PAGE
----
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Tom Morton: even bad people are allowed to love books

Introduction speech for Millie Vigor’s book launch

Shetland Library, 30th April 2014

*Tom Morton is a journalist and broadcaster as well as editor of ‘Shetland Life’ magazine, to which Millie contributes.

It is a great pleasure to be here in the Shetland Library, the first book launch I have ever been to in these august surroundings. Among so many thousands of books. I believe that Millie is one of the most borrowed authors here and I am certain she would join me in praising the work done by the librarians, and indeed by libraries throughout the country.

Libraries are precious things. Don't know if any of you are watching the new TV version of the Coen Brothers film Fargo, but in the last episode two horrible hitmen arrive in town and their first complaint is - there is no library. What kind of town, they ask - and one is deaf and dumb, so asks in sign language (don't ask) - what kind of town doesn't have a library? Fortunately no assassin could have cause to complain in Lerwick. Though doubtless Jimmy Perez would send them back to Norway before they could land. After all you can see Stavanger from here.

Libraries are places for people who love books. And even bad people are allowed to love books. Books are not good or bad in themselves - they can contain good and bad things, wise and stupid stuff, uplifting or evil content. Books can and do continue to change the world, and their availability through libraries is key to that.

The internet is all very well - and obviously you can log on to the internet here - maybe some of you are already wishing you could if I don't finish soon - but the physical space of a library, the ability to handle books, to discover, by chance, new books, whole new worlds, is something we need and must treasure.

It's the same with bookshops. But libraries are magic, because libraries are free. I remember when I first discovered this. My mum took my to Troon Library in Templehill when I was seven. I didn't know the difference between a library and a bookshop, and I thought you had to pay. I remember the joyous astonishment on discovering you didn't. Children were only allowed one book, and I craved, literally craved the day when I was old enough for an adult ticket and could borrow up to six books. Six free books. I still get excited at the thought. I still feel as though I'm getting away with some great theft when I take books out.

Of course, in the days of the Templehill library in Troon there were fines. I would worry myself sick about those fines. And then one day, library fines were abolished. It was like God leaning down from heaven, tapping you on the shoulder and saying, hey, you know the stuff about hell? Forget it. It's not real. Oh, and by the way, I recommend PG Wodehouse, he's very popular in Heaven. And that Millie Vigor's good too!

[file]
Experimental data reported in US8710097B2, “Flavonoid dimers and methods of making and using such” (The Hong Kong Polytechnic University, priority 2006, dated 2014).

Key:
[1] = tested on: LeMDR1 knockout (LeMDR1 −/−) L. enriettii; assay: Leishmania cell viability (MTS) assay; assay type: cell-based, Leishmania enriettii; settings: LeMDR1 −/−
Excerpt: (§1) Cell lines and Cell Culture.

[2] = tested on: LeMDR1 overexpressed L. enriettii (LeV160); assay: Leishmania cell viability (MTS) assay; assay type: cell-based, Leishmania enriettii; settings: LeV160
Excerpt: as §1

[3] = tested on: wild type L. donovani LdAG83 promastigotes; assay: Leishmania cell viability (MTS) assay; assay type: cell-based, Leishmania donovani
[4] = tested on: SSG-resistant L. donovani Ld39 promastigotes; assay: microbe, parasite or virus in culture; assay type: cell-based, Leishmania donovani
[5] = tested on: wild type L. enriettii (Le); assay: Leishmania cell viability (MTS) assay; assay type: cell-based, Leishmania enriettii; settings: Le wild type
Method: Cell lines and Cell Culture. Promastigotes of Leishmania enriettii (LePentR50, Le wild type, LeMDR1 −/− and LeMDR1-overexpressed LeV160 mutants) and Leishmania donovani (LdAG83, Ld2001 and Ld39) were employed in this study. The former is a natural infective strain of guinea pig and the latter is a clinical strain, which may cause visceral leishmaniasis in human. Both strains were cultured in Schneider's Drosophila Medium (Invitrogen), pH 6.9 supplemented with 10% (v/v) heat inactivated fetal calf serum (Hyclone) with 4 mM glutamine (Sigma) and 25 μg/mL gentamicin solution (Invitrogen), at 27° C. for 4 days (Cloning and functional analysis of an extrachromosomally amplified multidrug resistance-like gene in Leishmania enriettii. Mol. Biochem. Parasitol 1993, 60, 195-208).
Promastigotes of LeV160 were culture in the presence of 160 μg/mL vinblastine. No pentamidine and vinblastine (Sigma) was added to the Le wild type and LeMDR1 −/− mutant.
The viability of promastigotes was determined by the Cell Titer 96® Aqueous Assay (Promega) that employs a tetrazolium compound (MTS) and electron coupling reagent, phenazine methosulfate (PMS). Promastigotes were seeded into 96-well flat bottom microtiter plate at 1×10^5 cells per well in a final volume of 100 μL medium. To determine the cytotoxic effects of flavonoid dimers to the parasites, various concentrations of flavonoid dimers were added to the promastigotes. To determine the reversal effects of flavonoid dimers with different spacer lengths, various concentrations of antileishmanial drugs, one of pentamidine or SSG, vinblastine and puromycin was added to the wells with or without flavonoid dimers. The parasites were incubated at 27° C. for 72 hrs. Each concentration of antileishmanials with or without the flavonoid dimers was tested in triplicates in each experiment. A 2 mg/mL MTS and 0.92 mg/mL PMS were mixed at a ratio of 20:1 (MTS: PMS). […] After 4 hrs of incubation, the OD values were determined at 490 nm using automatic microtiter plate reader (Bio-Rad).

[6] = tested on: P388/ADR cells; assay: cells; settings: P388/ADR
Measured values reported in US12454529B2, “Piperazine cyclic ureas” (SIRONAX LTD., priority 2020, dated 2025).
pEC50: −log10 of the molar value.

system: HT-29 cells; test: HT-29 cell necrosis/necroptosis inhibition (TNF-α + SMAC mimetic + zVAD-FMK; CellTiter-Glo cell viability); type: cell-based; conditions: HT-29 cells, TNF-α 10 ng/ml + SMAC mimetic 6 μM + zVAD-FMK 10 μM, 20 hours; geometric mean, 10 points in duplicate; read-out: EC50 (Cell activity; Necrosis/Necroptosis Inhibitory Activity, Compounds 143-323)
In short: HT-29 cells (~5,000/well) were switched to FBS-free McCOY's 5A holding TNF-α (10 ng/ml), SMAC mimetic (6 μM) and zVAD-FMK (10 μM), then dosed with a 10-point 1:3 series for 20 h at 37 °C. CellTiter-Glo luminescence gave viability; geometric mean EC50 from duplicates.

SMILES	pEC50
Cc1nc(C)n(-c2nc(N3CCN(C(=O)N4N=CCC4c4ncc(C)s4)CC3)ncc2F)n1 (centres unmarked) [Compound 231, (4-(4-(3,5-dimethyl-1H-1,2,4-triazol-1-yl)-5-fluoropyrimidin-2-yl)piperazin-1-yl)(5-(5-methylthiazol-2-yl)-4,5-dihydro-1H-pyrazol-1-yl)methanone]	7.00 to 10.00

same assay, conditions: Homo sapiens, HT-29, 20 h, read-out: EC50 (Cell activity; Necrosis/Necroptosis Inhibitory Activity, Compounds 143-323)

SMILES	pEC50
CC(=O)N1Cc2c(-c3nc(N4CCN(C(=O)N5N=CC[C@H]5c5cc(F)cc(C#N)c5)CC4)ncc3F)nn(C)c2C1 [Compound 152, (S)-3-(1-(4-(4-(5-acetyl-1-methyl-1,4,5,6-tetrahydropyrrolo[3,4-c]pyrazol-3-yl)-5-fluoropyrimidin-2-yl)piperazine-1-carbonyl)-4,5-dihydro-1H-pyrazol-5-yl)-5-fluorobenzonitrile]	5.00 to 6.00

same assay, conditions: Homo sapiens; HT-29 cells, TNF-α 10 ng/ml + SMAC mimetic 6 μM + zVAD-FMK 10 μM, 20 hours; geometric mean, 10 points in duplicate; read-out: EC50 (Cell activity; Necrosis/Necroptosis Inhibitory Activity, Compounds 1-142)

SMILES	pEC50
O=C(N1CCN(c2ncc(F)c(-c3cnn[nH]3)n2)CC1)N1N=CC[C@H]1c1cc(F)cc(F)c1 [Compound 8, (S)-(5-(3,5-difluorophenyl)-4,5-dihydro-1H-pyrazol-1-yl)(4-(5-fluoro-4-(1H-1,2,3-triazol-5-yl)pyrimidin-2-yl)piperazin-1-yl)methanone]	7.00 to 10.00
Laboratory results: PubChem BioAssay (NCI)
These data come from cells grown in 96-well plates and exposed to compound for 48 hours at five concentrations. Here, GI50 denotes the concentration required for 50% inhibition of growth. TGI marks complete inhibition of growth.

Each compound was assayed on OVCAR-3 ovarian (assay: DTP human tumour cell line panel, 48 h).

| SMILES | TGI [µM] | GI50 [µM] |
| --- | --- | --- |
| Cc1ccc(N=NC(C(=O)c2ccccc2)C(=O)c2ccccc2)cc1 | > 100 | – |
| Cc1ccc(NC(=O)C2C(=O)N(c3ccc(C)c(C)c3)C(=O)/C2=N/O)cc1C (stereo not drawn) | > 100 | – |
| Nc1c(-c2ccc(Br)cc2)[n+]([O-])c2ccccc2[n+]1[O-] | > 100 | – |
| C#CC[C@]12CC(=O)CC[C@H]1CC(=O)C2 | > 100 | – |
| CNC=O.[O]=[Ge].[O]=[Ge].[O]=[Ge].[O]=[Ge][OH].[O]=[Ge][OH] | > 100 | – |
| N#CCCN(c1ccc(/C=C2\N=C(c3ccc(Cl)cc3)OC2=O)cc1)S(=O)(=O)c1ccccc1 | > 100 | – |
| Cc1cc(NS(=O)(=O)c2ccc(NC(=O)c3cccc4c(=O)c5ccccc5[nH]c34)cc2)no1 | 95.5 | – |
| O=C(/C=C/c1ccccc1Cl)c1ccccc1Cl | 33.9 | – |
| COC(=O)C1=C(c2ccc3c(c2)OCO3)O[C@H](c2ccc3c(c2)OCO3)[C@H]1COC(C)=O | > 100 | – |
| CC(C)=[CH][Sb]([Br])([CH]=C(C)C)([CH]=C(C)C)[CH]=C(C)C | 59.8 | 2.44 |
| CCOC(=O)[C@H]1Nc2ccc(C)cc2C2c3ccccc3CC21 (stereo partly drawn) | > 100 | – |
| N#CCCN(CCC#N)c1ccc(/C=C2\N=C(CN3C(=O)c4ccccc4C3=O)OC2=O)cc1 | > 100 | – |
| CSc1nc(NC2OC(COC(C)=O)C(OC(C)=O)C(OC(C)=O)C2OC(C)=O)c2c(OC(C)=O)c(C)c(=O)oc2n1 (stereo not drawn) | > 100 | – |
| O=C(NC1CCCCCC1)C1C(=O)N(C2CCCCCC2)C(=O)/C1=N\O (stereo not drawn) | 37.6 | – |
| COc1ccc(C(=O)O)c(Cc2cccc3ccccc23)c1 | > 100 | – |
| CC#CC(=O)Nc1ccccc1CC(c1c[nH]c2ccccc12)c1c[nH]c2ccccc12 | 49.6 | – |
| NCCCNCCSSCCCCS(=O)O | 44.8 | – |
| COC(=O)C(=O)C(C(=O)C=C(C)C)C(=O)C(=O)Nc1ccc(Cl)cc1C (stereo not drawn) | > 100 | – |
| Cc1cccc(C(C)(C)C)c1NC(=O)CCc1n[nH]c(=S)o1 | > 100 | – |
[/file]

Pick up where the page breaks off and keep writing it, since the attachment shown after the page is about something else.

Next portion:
It’s a great pleasure to pay tribute to Millie Vigor, who has been a long standing and hugely popular contributor to Shetland Life Magazine, which I have edited for the last three years.

Before that, of course, the editor was the late Jim Nicholson, JR Nicholson, who originally commissioned Millie.

I have to say that I always look forward to Millie's contributions. And it is a source of some amazement that she, and she alone in the past three years is the only contributor to Shetland Life I've ever had to censor. Vigor by name and Vigorous in language she certainly is.

I did feel slightly ashamed to read in a Shetland Times article that Millie's first fee for a published article was a mere £25 in I think the Farmers Weekly. A paltry amount! But a bit more than Shetland Life paid her a couple of months ago for a contribution. I do apologise, but times is hard.

And so what to say about Millie? Her friendship is treasured by those who know her, who also stand in amazement at her talent, her energy and her commitment to Shetland. Launching Paying Davy Jones here is a real tribute to the islands and everyone who lives here, and it's very much appreciated. As is her journeying the length of one country, and possibly two, if you're that way inclined, to be here.

So congratulations to Millie on not just the publication of this current book, but the achievement of a conclusion to her excellent Shetland series. We're hoping for more books, more visits, and in my case more articles for Shetland Life. Just Millie - keep it clean and we will get round to paying you that 15 quid we owe you. Honestly.


Shetland Library thanks Tom Morton for his contribution to our evening, for his appreciation of libraries, and for telling us we could 'do whatever we wanted' with his speech.





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